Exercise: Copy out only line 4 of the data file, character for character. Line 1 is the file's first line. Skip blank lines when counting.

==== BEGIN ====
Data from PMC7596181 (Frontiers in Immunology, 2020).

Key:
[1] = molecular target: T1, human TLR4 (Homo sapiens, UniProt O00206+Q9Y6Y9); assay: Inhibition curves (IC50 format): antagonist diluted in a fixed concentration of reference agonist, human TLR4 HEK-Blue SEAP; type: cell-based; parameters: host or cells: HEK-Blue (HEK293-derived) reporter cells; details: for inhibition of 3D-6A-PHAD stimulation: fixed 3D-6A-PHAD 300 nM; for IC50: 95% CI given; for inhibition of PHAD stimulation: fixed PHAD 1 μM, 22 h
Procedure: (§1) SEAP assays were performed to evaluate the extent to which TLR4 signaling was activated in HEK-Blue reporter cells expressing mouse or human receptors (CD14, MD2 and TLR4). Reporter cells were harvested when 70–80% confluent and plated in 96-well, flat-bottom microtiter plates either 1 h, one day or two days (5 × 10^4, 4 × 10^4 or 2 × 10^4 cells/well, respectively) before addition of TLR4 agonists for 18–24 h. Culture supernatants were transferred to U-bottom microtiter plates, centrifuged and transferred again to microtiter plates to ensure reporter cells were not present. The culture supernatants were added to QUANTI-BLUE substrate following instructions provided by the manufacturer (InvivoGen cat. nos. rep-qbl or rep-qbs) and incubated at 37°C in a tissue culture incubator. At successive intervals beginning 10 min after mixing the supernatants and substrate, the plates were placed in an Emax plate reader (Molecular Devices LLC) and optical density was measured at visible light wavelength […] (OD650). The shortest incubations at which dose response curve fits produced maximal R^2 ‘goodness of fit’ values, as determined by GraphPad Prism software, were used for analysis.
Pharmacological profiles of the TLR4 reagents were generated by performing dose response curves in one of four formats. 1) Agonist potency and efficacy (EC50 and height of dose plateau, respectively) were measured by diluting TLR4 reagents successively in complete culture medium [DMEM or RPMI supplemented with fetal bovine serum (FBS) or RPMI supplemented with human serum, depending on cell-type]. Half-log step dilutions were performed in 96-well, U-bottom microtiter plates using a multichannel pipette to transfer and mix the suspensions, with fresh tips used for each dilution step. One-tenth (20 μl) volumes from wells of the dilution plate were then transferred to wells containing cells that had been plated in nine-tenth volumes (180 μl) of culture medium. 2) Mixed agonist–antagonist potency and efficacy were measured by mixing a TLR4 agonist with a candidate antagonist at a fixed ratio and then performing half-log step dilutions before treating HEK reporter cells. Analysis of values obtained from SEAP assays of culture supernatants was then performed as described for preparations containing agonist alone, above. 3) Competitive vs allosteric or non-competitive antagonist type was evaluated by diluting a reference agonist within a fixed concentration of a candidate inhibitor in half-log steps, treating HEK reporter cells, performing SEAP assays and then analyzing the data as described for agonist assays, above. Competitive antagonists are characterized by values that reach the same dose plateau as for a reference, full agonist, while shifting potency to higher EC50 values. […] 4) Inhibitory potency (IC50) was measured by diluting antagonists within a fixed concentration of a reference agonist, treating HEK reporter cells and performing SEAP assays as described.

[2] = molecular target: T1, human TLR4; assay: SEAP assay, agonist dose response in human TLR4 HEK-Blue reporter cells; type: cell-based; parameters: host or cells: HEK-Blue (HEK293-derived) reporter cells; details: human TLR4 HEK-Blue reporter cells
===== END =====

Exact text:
Procedure: (§1) SEAP assays were performed to evaluate the extent to which TLR4 signaling was activated in HEK-Blue reporter cells expressing mouse or human receptors (CD14, MD2 and TLR4). Reporter cells were harvested when 70–80% confluent and plated in 96-well, flat-bottom microtiter plates either 1 h, one day or two days (5 × 10^4, 4 × 10^4 or 2 × 10^4 cells/well, respectively) before addition of TLR4 agonists for 18–24 h. Culture supernatants were transferred to U-bottom microtiter plates, centrifuged and transferred again to microtiter plates to ensure reporter cells were not present. The culture supernatants were added to QUANTI-BLUE substrate following instructions provided by the manufacturer (InvivoGen cat. nos. rep-qbl or rep-qbs) and incubated at 37°C in a tissue culture incubator. At successive intervals beginning 10 min after mixing the supernatants and substrate, the plates were placed in an Emax plate reader (Molecular Devices LLC) and optical density was measured at visible light wavelength […] (OD650). The shortest incubations at which dose response curve fits produced maximal R^2 ‘goodness of fit’ values, as determined by GraphPad Prism software, were used for analysis.